Metropolitan Rail Freight Council Releases Action Plan to Increase Rail Freight Capacity in NYC Metro Area

The Metropolitan Rail Freight Council (MRFC), a coalition of public and private organizations dedicated to promoting greater rail freight use in the New York-New Jersey metropolitan region, has released its firstAction Plan.

The Port Authority of New York and New Jersey (PANYNJ) is a founding member of the MRFC, along with the New York City Economic Development Corporation (NYCEDC).

The Action Plan is a guidance document outlining recommended steps to create growing rail freight capacity and volumes while investing in and preserving rail freight infrastructure, creating quality jobs, promoting environmental sustainability, creating an infrastructure bank, and ensuring a more resilient freight supply chain for the New York City metropolitan area.

The combination of fatigued, outdated infrastructure and complex regulatory challenges has resulted in substantial over reliance on trucking to move goods around the region instead of rail and other methods. Over reliance on trucking has resulted in increased traffic congestion, pollution, and infrastructure maintenance that strain transportation costs.

Proposed solutions are identified through various projects outlined in the Action Plan that complement ongoing efforts to increase rail capacity in the region, including enhancing infrastructure in both New Jersey and New York.

The Port Authority’s Port Director, Molly Campbell said: “The Port Authority of New York and New Jersey is pleased to join its public and private railroad partners to announce the release of the Metropolitan Rail Freight Council’s Action Plan. From the Bronx’s Oak Point Link to the ExpressRail intermodal network to the Cross Harbor facilities, the Port Authority has invested hundreds of millions of dollars in improving freight rail access into and around the New York and New Jersey Region. With Governor Cuomo’s recent announcement of funding for Tier 2 Environmental Review for the Cross Harbor Freight Program (CHFP), the Port Authority will continue to advance freight rail access throughout the region for the benefit of all.”

The Action Plan’s primary goals include increases in:

Economic Development: Grow the number of jobs in the region by increasing competitiveness by making rail shipping a more attractive option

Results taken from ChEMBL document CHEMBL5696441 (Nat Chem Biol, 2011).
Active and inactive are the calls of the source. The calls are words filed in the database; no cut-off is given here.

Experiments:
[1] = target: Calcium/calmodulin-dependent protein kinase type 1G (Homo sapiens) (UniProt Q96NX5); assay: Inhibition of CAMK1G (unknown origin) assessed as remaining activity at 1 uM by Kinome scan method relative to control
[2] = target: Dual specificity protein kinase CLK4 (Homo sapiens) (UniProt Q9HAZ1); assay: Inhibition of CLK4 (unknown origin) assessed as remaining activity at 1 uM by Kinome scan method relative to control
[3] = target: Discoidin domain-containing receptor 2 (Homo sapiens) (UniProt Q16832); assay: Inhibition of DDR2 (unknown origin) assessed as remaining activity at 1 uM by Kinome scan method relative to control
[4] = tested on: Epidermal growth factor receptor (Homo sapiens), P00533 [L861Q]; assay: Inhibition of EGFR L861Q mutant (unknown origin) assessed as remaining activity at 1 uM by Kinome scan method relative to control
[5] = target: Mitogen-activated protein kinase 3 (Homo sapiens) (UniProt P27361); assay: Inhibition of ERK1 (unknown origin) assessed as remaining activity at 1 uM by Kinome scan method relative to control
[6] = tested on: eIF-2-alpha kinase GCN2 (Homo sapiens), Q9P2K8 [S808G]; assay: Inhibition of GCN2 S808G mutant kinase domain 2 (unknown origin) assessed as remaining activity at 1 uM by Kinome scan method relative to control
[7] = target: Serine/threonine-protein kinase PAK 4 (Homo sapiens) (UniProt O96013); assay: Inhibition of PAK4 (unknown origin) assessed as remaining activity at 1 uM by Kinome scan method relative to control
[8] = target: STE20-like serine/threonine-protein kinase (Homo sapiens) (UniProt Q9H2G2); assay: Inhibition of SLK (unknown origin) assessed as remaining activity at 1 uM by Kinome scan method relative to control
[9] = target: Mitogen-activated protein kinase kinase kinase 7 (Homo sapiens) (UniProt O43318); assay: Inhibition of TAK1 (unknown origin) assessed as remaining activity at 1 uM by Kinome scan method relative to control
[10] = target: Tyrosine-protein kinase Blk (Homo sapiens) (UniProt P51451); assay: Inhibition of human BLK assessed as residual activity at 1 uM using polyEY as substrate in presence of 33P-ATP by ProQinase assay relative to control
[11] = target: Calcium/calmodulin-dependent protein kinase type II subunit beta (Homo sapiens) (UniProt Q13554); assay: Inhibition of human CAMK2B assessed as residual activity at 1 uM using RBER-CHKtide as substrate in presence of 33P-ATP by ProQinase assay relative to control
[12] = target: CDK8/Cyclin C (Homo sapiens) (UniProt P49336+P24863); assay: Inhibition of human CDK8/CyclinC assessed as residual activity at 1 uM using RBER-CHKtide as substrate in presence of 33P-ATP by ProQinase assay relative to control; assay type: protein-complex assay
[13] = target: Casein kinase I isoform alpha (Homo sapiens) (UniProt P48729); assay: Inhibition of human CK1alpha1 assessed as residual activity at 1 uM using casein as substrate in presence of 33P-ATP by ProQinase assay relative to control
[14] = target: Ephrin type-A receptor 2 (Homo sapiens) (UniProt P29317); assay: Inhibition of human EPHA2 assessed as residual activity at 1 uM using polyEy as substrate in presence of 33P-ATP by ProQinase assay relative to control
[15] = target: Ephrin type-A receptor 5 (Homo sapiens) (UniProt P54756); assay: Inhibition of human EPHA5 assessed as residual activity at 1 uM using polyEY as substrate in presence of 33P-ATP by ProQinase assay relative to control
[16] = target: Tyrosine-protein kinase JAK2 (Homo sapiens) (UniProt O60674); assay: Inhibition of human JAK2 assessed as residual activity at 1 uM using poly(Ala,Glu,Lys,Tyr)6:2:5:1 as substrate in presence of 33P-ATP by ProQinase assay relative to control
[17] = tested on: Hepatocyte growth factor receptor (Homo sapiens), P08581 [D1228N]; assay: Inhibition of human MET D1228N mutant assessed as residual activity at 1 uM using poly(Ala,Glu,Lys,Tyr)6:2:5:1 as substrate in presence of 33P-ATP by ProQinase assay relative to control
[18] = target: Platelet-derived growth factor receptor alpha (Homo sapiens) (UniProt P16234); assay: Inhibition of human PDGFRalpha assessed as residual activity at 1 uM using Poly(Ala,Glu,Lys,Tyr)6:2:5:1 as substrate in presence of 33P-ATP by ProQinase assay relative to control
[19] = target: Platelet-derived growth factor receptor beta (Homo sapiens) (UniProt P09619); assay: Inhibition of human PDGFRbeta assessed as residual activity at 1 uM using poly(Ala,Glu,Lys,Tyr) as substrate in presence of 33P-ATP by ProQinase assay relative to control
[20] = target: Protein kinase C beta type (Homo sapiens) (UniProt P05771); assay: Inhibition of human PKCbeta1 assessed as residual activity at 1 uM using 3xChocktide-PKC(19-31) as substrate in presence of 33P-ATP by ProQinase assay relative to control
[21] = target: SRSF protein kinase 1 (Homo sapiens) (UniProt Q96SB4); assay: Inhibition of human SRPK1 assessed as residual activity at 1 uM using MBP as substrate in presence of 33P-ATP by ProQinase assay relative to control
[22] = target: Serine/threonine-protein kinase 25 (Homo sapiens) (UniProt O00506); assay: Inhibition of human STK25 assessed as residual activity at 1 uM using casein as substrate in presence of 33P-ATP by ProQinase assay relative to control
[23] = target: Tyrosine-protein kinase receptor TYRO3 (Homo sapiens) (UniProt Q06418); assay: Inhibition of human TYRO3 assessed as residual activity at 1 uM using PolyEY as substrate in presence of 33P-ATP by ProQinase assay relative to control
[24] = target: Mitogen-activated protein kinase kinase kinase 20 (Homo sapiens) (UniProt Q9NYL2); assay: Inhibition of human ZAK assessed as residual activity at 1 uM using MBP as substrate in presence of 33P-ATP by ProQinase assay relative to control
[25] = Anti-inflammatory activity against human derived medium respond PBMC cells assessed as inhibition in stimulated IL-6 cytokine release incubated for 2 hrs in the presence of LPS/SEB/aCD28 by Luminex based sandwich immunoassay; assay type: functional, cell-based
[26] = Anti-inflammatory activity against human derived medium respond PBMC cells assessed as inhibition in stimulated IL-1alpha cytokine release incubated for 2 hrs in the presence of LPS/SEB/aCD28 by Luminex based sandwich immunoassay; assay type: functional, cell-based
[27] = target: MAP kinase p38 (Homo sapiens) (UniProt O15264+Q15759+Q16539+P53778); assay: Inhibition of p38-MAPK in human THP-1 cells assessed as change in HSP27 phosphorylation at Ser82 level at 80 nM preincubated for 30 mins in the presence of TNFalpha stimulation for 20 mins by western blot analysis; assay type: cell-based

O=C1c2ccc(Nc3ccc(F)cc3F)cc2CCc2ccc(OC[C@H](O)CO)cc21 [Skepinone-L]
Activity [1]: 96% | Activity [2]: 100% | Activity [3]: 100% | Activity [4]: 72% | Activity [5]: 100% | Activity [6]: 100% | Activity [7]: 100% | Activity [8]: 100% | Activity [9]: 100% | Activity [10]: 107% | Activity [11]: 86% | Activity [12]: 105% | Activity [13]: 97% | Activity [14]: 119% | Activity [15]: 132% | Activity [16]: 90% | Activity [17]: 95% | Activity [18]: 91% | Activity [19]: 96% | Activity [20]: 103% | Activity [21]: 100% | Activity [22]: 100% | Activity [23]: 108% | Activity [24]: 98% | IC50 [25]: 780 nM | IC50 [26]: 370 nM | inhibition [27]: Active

Capacity: Increase the amount of freight that rail can move over the network to support current and future demand
Connectivity: Optimize the freight network to increase fluidity and efficiency across the supply chain
Safety: Ensure the safety and security of pedestrians, private vehicles, and passengers
Sustainability: Minimize the environmental impacts of goods transported by rail-served businesses
Resiliency: The ability for the freight transportation network to rebound from an unexpected disruption, and limit the impact of extreme weather events through hazard mitigation
Intermodal traffic in the Port of New York and New Jersey grew by 22 percent between 2013 and 2015, outperforming the national growth rate of 7 percent. Intermodal freight is freight that is transferred between two modes—such as ship to rail— and is usually carried in 20 or 40-foot shipping containers.

On average, one freight train can move one ton of freight 450 miles on one gallon of fuel. Trucks can only transport that same amount of cargo for 59 miles. Similarly, one freight train can replace 500 tractor-trailers and cut greenhouse gas emissions by 75 percent.

A key example of bolstered rail service due to investments by the PANYNJ and the City of New York in Sunset Park is the advancement of the “Southern Gateway,” which has seen a resurgence in rail freight volume. That system features one of the few remaining “car floats” in which rail cars are floated by barge between New Jersey and Brooklyn rail terminals. The New York New Jersey Rail (NYNJR), LLC, a subsidiary of PANYNJ, operates the service.